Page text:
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Sound Synthesis: A Flexible Modular Approach with Integrated Circuits

PETER J KINDLMANN, Member, IEEE . Department of Engineering and Applied Science Yale University New Haven, Conn. 06520

School of Art and Architecture Yale University New Haven, Conn. 06520

Abstract Recent interest in emironmental has generateda need for sophistiart cated but inexpensive sound synthesis and lighting control systems which can be manipulated by artists unfamiliar with electronics. A system philosophy that meets these requirements is described. Maximum flexibility through voltage control of audio variables by separate functional modules and input-output voltage compatibility among all the modules forms the basis of the system. Extensive use of integrated circuit technology offers low cost and high reliability. Specific examples of modules, including a complete description of one module (a voltage-controlled oscillator), are used to elucidate thesystem design philosophy. The 42 modules of 10 different types that were constructed demonstrate both the feasibility of the input-output compatibility approach and the advantages of integrated circuit technology.

Studies in soundperceptionandgrowing interest in electronic music have led to the development of new approaches to sound synthesis. Digital control of all sound parameters is one of the most attractive approaches. Its two main advantages are the relatively easy creation of structurally complex pieces and exact reproducibility of effects. Unfortunately, the cost of digital control is still high despite recent price breaks, and rapid reprogramming or adjustment of sound parametersis often not possible. By relaxing the requirement of complete digital control and, instead,using simple circuits the analog computer of type to performvoltage-controlled operations, one can construct at far smaller cost a hybridmodularsystem which retains many of the advantages of digital control. The instant access to all parameters made possible by such a hybrid system greatly enhances experimental and compositional modes of operation, especially where iterative adjustments are made to obtain the desired sound quality. Thesound synthesis systemdescribedherewas designed for the Yale School of Art and Architecture for experiments in light and sound environments. This application called for sufficient flexibility allow generation to of 1) a single output with complexly structured sequence and spectrum, on the one hand, and 2 ) up to 10 channels of output of much simpler spectral composition but still sufficiently complex sequencing to generate program cyclesofup to 30 minutes in live operation, on the other hand. In subsequent sections, we will describe the system philosophy for a low-cost modularsolid-state system, the module specifications in brief,and a few typical schematics as illustration ofcircuitdesign arising from the system considerations.
II. System Considerations

Modular sound synthesissystems utilizing economy, the reliability, and compactness of solid-state design are cur~ rently manufactured by the R. A. Moog C O . ,Trumansburg, N. Y . , and BuchlaAssociates of Berkeley, Calif. These systems represent a great advance over earlier Sound synthesizers, butdo not as yet incorporate all possibilities of current technology. The design and construction of the present system takes full advantage of existing linear and digital integrated circuits. These devices permit considerable economy of design and wiring time and provide a significantimprovement in performance and reliability over discrete component systems.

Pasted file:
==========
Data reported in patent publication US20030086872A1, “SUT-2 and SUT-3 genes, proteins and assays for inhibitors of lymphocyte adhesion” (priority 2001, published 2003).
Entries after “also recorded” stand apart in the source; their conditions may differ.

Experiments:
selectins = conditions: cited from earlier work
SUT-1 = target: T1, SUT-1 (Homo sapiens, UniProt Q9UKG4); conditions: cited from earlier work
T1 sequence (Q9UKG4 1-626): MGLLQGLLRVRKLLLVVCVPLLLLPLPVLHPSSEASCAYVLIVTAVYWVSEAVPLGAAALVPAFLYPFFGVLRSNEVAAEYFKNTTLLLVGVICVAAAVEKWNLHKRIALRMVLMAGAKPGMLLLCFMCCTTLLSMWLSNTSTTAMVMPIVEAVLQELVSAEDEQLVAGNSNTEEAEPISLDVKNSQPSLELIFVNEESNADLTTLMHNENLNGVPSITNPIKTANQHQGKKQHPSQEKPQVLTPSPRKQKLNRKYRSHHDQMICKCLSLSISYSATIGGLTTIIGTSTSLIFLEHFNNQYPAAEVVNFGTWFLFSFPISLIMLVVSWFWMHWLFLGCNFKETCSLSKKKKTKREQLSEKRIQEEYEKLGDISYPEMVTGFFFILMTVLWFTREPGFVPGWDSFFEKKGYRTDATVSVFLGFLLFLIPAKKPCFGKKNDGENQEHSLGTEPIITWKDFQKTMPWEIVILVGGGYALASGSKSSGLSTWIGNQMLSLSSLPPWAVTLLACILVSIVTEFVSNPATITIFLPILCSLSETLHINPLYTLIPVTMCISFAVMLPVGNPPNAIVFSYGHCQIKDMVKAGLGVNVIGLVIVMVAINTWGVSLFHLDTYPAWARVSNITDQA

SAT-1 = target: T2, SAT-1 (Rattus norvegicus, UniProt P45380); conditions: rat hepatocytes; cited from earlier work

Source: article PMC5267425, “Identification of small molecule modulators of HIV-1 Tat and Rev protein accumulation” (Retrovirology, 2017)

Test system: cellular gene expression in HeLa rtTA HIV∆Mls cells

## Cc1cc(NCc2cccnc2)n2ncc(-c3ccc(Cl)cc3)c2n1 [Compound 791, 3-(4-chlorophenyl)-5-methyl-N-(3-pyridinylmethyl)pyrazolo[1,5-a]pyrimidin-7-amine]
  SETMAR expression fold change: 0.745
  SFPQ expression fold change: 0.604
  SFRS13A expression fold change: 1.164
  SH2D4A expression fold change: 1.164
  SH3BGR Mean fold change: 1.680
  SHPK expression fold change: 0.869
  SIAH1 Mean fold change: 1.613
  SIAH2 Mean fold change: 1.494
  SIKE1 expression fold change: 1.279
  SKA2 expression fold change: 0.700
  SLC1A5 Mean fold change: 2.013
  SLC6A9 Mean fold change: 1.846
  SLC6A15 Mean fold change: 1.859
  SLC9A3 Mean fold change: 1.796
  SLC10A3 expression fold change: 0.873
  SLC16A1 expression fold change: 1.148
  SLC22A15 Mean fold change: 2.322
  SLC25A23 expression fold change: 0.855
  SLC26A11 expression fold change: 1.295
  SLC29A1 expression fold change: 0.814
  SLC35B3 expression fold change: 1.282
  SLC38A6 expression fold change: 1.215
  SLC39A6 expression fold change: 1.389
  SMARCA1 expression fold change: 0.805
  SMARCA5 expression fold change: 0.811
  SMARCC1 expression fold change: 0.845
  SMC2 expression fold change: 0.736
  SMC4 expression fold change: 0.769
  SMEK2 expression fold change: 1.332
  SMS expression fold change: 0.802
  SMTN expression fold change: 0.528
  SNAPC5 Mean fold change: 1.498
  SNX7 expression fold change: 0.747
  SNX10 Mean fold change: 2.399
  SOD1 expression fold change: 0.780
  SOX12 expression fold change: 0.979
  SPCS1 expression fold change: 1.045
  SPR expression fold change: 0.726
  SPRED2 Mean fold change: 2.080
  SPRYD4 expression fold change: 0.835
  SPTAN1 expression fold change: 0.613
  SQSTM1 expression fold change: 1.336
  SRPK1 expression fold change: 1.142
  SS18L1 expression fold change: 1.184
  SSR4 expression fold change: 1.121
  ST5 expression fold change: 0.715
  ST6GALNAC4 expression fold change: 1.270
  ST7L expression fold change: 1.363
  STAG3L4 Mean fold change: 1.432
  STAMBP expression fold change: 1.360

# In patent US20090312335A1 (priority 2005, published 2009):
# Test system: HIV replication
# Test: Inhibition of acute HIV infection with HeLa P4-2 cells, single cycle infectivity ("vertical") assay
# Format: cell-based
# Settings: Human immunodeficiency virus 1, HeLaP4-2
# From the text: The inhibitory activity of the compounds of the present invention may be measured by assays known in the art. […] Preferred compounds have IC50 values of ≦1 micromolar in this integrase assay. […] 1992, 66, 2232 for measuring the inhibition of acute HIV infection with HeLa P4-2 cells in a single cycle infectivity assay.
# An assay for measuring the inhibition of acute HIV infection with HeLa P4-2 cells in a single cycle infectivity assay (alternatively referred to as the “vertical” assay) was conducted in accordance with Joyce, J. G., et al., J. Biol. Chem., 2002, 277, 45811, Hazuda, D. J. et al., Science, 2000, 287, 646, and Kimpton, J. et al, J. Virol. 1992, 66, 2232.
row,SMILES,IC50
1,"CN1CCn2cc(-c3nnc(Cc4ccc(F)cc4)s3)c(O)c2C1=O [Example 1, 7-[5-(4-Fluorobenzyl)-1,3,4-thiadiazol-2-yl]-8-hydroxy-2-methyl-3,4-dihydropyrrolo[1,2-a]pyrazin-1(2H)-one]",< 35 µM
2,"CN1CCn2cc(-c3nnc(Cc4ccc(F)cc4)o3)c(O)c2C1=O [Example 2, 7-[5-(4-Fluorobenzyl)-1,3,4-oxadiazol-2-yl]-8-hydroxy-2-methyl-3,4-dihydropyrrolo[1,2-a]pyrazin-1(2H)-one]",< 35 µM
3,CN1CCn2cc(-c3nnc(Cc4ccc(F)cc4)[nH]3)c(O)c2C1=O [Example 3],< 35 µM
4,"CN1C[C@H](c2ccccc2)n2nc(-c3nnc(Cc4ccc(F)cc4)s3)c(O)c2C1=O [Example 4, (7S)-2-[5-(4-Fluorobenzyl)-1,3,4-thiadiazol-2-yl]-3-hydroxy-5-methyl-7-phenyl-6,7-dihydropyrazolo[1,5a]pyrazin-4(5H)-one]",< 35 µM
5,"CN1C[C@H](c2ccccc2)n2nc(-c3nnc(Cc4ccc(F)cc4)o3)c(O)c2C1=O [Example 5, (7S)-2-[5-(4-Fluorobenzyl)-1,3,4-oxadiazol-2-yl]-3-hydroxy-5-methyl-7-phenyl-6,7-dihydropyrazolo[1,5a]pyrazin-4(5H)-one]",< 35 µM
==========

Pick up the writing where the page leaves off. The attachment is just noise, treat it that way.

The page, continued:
Manuscript received July

22. 1968.

J. Audio Engrg. SOC., 13, pp. 200-206, July 1965. vol.


R. A. Moog, Voltagecontrolled electronic music modules,

1968 507


AU-16,NO. 4


This means that even with modest facilities one can con- connections between modules also results naturally from structwith confidence quite complex instrumentation. eliminating the distinction between signalcircuitsand The main featuresof the system designed for the Yale control circuits. We hope to improve the interconnection scheme by a School of Art and Architecture are as follows. matrix of reed relays with address logic as soon as the necessary funds become available. All module inputs and A. Voltage Control Voltage control is provided for all important param- outputs can be brought to the relay matrix from a rear connector on each module. The individual relays in the eters, such as 1) frequency, 2) amplitude, 3) attack and matrixwouldbe digitally programmed frompunched interval decay duration (independently), and 4) time paper tape or magnetic tape. generation by means of shift registers and other digital function modules. The controlvoltage range is 0 to $3 volts, compatible with the linear and digital integrated circuits used in the design.Specifically, it waschosen to accommodate the logic levels of the resistor-transistor logic (RTL) circuits used. Theextensive use of high-gain operational amplifier configurations ensures ample stability within this voltage range.
B. Elimination o f the DistinctionBetween Signal and Control Voltages for Maximum Compatibility

D. General Purpose Potentiometers